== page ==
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RIP Jimmy Scott

June 14, 2014

Singer Jimmy Scott died Thursday morning at his home in Las Vegas at age 88, according to his booking agent, Jean-Pierre Leduc.

Scott’s death was a result of complications from Kallmann’s syndrome, a lifelong affliction that prevented his body from maturing through puberty.

The condition slowed his growth, leaving his stature at 4 feet 11 inches until his late 30s. It also affected his vocal cords, giving him a high voice that was often misidentified as a woman’s.

Scott was labeled Little Jimmy Scott by bandleader Lionel Hampton in the late 1940s.

Hampton also delivered the first of many professional slights in 1949 when he left Scott’s name off on an early hit, “Everybody’s Somebody’s Fool.”

Scott’s career seemed promising after he left Hampton’s orchestra. He recorded for various independent labels and toured with a revue run by dancer Estelle “Caledonia” Young that included R&B singer Big Maybelle and comedian Redd Foxx.

Throughout the early ’50s and ’60s, Scott recorded for various indie labels including Savoy, where he was under the tight control of owner Herman Lubinsky.

According to Scott’s 2002 autobiography, The Life of Jimmy Scott (written with David Ritz), Lubinsky halted production of a 1963 album that was personally supervised by Scott fan Ray Charles for his own Tangerine label.

Lubinsky used legal proceedings to halt distribution, claiming Scott was under contract to Savoy. The album was eventually rescued and released in 2003 and has been widely hailed as one of the great jazz vocal albums.

The experience of having his album shelved — not to mention the hardships he experienced being misidentified as a woman, accused of drug addiction and harassed about his sexual identity because of his voice — took a toll and Scott left the music business, moving back to his native Cleveland and becoming a hotel clerk.

Despite his absence, Scott maintained friends and fans in the music business, including legendary R&B producer Doc Pomus, who requested that Scott sing at his 1991 funeral.

A record executive in attendance heard the performance and signed him to a record contract on the spot, kick-starting Scott’s second act. This time adulation came rushing in, resulting in a string of albums that received both popular and critical acclaim.

For most of his nearly nine decades Scott’s life and art were affected by loss: first his mother’s death when he was 13, then the personal slights and missed opportunities in his fractured career and decades of anonymity away from the record business.

In 2000, The New York Times called him “perhaps the most unjustly ignored American singer of the 20th century.”

And yet in a late-career interview Scott was philosophical about the bad breaks he had caught along the way. “I’ve learned that music is such a healer,” he said.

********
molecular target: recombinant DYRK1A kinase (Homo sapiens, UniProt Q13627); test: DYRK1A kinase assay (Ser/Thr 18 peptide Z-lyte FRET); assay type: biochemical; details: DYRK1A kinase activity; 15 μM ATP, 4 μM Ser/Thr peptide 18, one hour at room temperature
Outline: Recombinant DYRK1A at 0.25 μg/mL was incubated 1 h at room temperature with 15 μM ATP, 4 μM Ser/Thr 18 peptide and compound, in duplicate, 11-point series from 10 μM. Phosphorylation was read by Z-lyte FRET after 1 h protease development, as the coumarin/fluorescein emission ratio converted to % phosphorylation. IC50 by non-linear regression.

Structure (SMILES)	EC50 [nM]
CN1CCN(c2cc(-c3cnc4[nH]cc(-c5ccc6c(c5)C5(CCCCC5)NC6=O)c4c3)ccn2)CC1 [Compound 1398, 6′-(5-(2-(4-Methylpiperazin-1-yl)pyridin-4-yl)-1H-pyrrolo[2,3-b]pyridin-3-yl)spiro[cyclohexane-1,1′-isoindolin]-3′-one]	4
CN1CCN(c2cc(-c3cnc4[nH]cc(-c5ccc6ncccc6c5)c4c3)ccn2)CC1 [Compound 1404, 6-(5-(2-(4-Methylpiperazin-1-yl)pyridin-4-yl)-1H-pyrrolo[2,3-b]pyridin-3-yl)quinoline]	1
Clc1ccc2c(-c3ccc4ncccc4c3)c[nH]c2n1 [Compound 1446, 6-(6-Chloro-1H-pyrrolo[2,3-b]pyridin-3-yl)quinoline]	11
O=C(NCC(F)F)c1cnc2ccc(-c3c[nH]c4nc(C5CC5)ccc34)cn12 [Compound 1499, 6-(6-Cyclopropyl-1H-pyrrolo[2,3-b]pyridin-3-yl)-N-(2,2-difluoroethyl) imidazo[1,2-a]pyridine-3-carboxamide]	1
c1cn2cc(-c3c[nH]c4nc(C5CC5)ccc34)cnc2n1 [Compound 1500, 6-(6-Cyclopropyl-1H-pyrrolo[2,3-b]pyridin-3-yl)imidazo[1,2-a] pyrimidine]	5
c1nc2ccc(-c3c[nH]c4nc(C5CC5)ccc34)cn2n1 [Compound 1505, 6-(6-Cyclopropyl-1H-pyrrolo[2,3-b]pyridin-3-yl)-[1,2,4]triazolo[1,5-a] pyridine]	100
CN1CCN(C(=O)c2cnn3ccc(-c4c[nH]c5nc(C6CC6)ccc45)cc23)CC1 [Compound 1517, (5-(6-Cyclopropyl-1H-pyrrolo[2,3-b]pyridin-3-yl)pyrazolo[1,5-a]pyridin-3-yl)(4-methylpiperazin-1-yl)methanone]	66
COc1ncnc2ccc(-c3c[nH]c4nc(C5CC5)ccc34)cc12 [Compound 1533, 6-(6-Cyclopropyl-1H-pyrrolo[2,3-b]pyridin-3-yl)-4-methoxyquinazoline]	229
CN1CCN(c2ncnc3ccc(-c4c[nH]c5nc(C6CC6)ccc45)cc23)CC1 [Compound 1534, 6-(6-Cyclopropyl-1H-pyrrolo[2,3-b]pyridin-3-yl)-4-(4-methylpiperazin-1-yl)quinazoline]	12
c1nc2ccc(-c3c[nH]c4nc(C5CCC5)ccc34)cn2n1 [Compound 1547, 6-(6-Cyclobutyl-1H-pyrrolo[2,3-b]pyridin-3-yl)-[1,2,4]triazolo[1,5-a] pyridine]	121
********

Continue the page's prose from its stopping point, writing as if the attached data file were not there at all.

“As long as I could sing my songs, I wasn’t as angry about what had happened, about being shoved back for this or shoved back for the other. I’m a singer, and I never lost sight of that.”

 

 

 

 

 

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8 Comments leave one →
  1. ToSY permalink
    June 14, 2014 8:39 pm

    I must admit I’d never heard of him, but he does/did have a distinctive voice, judging by the clip.

  2. armchair opinionator permalink
    June 14, 2014 10:30 pm

    Oh, what a grand singing voice and song interpretation, male or female, such a shame about a life of discrimination after being born with a medical disorder. Seems quite sad, the man should have had fame and fortune.

  3. TB Queensland permalink
    June 15, 2014 2:06 pm

    Thanks, sreb, didn’t know he’d gone … big fan … RIP Little Jimmy …

    And this, oh yes!

    “As long as I could sing my songs, I wasn’t as angry about what had happened, about being shoved back for this or shoved back for the other. I’m a singer, and I never lost sight of that.”

  4. TB Queensland permalink
    June 15, 2014 6:20 pm

    My Mum introduced me to Little Jimmy she had a couple of LP’s she used to play …

  5. June 15, 2014 11:13 pm

    I only came to know him after he appeared in Twin Peaks…

    But what an amazing talent…

    Why is it that all the truly great performers seem to have experienced great tragedy in their personal lives…

  6. June 16, 2014 9:19 am

    I didnt remember him at first but when you mentioned Lynch ( I am a huge fan)
    I remember this clearly

  7. June 16, 2014 3:55 pm

    I’m a huge fan of Lynch too Ricky… It’s a shame he hasn’t released anything for while…

  8. June 16, 2014 3:58 pm

    David Lynch on “watching a film on your iPhone”

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